August 12, 2013
Today's post comes from our distinguished guest writer, Natasha Tracy. Natasha is the author of the Bipolar Burble, a blog about mental health and her personal experiences in managing Bipolar Disorder. She's an award-winning and influential writer, mental health advocate and self-professed "professional crazy person." Welcome Natasha!
Stress is a fact of life. Whether it’s arguing with your significant other, worrying over a final exam at school, or frustrated by how to discipline an unruly teen, stress happens and it happens to everyone.
While stress is a normal human reaction to some situations, some might argue that it can be an overreaction to regular events in our everyday lives. And that’s too bad because stress is not just a pain in the mind; it can also manifest as a pain in the body too. High blood pressure, stomach ulcers and immune deficiency are just a few of the problems associated with stress.
How can you tame everyday stress and avoid the negative, physical consequences of a constantly stressful life?
Recognize that Stress Can Be a Habit
Understand that many people are in the habit of being stressed out. There are actually certain benefits to this psychologically. For example, some might feel that they're more dedicated to their work if they’re visibly stressed about it. And most of us, having seen others like our parents stressed, internalize that kind of behavior as an appropriate way of being, even when we recognize it as harmful.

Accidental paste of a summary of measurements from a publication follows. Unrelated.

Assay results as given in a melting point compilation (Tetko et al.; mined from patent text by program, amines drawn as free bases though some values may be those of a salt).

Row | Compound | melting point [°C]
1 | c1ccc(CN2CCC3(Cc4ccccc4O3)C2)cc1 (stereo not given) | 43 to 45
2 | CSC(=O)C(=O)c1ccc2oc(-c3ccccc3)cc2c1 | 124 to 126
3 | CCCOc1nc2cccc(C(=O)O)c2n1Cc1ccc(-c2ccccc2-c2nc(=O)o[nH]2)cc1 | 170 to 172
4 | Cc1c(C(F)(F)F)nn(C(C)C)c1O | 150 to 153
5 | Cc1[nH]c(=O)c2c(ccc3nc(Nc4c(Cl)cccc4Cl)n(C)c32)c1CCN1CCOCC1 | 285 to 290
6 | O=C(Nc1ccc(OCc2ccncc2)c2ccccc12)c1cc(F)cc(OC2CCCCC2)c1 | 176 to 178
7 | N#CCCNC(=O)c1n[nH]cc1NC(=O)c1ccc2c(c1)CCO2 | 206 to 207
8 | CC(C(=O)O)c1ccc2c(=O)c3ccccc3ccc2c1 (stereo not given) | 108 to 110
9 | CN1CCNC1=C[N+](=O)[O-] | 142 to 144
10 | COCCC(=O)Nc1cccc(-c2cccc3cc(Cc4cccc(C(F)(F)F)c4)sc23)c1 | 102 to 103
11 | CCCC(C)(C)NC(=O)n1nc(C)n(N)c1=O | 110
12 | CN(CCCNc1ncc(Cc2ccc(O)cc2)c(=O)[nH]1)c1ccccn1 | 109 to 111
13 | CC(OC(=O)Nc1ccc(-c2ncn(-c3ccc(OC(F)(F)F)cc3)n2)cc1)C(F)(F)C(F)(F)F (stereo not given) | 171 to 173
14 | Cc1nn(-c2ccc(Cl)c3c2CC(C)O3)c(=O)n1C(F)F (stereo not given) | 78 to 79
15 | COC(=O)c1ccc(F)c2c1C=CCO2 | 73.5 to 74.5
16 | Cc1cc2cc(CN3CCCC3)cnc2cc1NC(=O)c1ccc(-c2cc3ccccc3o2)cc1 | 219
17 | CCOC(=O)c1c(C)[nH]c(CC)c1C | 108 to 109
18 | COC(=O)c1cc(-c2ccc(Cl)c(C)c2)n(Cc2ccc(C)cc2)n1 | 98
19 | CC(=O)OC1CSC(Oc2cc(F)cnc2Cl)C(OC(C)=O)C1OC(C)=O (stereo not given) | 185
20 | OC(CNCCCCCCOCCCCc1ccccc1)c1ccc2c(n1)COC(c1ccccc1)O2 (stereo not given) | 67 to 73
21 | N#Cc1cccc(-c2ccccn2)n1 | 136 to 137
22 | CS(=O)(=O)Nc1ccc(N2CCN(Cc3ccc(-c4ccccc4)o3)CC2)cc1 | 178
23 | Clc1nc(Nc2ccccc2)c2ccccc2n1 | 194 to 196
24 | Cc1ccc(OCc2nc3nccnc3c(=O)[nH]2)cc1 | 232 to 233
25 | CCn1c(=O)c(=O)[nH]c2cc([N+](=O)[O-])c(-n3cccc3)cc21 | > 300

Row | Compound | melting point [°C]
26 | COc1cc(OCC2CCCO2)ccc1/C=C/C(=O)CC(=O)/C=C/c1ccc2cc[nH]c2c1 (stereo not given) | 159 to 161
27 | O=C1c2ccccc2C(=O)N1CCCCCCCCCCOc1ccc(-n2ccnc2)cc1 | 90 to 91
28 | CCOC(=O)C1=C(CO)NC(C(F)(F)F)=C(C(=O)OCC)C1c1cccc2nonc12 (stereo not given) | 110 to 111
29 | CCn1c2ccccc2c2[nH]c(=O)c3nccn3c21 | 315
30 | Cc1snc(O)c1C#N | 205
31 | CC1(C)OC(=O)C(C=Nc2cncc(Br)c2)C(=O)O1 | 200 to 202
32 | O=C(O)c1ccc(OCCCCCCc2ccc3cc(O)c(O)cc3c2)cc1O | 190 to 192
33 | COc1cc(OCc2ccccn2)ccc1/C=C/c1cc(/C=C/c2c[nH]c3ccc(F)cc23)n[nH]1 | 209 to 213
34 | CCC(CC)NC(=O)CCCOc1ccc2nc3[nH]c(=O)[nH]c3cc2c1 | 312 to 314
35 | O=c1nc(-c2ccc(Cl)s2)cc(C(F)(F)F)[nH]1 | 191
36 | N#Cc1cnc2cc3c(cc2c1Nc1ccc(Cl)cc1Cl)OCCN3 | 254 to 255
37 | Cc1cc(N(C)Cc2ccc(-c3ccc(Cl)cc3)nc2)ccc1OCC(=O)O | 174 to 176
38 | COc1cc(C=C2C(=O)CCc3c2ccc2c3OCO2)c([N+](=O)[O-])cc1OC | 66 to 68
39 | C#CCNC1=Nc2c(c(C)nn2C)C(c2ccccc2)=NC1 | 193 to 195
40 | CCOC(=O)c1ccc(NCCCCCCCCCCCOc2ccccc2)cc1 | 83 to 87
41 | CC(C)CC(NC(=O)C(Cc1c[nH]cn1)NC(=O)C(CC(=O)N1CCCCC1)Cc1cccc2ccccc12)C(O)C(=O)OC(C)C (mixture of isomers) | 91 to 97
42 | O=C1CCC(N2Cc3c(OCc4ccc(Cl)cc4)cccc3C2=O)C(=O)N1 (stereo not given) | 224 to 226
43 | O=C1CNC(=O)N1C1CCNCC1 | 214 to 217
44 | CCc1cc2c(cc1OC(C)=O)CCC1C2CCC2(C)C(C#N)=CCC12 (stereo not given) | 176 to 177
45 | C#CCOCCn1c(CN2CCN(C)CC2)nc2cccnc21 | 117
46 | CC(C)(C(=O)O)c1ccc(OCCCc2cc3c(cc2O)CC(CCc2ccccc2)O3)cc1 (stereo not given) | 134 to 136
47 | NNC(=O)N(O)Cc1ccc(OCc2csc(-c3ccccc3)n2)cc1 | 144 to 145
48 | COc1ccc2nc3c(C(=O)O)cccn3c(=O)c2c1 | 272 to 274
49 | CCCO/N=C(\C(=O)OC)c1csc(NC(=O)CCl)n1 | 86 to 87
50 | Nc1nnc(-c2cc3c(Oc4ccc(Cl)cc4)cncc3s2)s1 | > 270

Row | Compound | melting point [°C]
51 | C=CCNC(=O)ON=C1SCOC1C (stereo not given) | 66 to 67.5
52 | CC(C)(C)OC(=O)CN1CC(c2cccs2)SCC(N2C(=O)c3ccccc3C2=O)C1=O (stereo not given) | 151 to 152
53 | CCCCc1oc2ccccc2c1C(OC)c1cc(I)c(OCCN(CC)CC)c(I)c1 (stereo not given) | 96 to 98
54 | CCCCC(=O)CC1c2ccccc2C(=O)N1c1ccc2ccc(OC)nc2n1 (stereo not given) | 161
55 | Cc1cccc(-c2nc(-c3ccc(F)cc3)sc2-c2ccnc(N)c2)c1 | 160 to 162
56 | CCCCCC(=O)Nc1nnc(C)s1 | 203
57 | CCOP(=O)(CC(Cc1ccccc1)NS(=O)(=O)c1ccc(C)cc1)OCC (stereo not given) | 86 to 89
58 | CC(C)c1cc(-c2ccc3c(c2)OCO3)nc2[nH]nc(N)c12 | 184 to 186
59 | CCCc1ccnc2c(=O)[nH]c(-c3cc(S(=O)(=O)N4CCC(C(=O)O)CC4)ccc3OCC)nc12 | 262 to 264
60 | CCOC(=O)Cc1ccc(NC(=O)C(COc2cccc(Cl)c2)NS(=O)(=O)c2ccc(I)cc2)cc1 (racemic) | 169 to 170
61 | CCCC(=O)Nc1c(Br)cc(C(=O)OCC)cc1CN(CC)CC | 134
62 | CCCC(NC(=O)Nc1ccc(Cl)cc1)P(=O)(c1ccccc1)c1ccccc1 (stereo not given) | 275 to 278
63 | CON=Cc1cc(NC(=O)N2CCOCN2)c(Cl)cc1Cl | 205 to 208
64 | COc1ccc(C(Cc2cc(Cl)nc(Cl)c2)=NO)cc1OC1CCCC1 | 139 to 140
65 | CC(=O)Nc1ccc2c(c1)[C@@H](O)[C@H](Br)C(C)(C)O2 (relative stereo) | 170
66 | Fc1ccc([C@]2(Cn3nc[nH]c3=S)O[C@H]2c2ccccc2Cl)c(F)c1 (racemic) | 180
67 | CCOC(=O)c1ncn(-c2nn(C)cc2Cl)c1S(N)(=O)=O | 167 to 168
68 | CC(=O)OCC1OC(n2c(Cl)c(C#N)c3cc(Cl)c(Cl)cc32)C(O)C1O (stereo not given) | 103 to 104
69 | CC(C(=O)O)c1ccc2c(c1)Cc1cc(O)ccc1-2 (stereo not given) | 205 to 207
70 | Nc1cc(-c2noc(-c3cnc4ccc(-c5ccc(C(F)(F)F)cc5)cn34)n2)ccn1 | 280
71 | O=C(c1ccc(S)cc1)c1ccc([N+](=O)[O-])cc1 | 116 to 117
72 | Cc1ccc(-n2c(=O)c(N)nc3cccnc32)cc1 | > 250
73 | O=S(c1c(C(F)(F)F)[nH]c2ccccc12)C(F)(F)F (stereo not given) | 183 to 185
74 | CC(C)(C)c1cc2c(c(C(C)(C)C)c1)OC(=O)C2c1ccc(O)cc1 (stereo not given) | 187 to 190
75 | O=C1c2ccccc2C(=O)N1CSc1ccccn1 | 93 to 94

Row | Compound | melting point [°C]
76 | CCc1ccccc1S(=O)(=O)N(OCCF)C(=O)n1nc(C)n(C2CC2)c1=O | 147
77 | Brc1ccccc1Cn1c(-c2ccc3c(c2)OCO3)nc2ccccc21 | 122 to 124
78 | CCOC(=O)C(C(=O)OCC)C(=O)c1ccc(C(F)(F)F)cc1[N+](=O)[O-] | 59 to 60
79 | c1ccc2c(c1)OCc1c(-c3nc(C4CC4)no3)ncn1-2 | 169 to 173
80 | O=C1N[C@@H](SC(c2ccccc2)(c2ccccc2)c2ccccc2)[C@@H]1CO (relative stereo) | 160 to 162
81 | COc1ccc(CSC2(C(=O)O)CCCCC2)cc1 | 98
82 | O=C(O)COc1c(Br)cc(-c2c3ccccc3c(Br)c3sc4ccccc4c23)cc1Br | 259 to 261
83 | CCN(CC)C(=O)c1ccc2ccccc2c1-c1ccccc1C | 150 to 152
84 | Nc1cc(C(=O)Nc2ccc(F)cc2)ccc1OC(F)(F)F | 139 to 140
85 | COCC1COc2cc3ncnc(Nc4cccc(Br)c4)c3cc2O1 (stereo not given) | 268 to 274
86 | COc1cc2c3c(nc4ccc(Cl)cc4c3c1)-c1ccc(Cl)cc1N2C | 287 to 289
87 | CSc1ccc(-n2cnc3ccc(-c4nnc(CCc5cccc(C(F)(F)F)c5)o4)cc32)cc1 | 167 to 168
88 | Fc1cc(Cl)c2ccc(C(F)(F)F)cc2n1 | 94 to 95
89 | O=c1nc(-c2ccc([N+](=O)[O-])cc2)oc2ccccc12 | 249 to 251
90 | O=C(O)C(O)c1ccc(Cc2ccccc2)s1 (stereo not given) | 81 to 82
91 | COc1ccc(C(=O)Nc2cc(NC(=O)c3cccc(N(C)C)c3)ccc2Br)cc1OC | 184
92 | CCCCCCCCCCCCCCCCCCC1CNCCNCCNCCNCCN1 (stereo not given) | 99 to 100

Identify the Stress in Your Life
The first step in dealing with our own stress reactions is to recognize we all have them. Identify what causes stress and what reactions you have. Perhaps a person feels stressed when they come home to an apartment where the dishes aren’t done and the children’s toys are all over the floor. Perhaps a partner in a relationship feels stressed when their sexual needs aren’t being met. Each person’s stressors are different and how stress manifests is often individual as well. It may result in irritation, frustration, an upset stomach or a headache. Writing down each stressor and the resultant physical and psychological symptoms of stress can help you get an accurate picture of stress in your life.
Manage Stress Directly with Obvious (and Less Obvious) Responses
Once you’ve identified the stressors and your reactions to them, it’s much easier to get a handle on how to deal with the root causes. Solutions start to become more apparent, if not right in front of your nose. If a messy home is particularly distressing, hiring a cleaner twice a week or creating a chore schedule might be the answer. If you’re finding some element of your relationship unsettling, working to develop an open and honest communication habit is likely the answer. And, of course, professionals like therapists can help you come up with effective coping techniques.
Easy Tips on Managing Stress
Taking good care of yourself is also key to keeping stress at bay. Try:
- Drinking more water – people are often chronically dehydrated and this can worsen feelings of stress
- Eating well – diets high in fiber and low in saturated fat can improve overall mood. A balanced diet will contain vitamins like B vitamins, known to prevent mood disorders
- Relaxation exercises – learning to deep breath, do relaxation exercises or yoga can help relieve the physical symptoms of stress
The Brain From Top to Bottom: Managing Stress, McGill University
4 Easy Stress Management Strategies, Psychology Today